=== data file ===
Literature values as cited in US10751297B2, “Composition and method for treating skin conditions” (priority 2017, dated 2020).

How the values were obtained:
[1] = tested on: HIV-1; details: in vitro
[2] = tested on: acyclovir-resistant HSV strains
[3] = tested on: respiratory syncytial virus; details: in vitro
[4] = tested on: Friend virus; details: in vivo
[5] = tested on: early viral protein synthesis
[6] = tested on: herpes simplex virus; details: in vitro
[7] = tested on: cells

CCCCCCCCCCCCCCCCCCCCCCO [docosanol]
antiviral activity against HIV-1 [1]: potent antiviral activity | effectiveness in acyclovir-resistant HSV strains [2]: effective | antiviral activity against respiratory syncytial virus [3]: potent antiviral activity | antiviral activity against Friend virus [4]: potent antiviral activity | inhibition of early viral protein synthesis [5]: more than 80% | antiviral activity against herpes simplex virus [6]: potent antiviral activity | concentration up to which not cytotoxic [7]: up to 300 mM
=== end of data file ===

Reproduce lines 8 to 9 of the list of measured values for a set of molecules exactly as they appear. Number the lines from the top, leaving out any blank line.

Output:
[6] = tested on: herpes simplex virus; details: in vitro
[7] = tested on: cells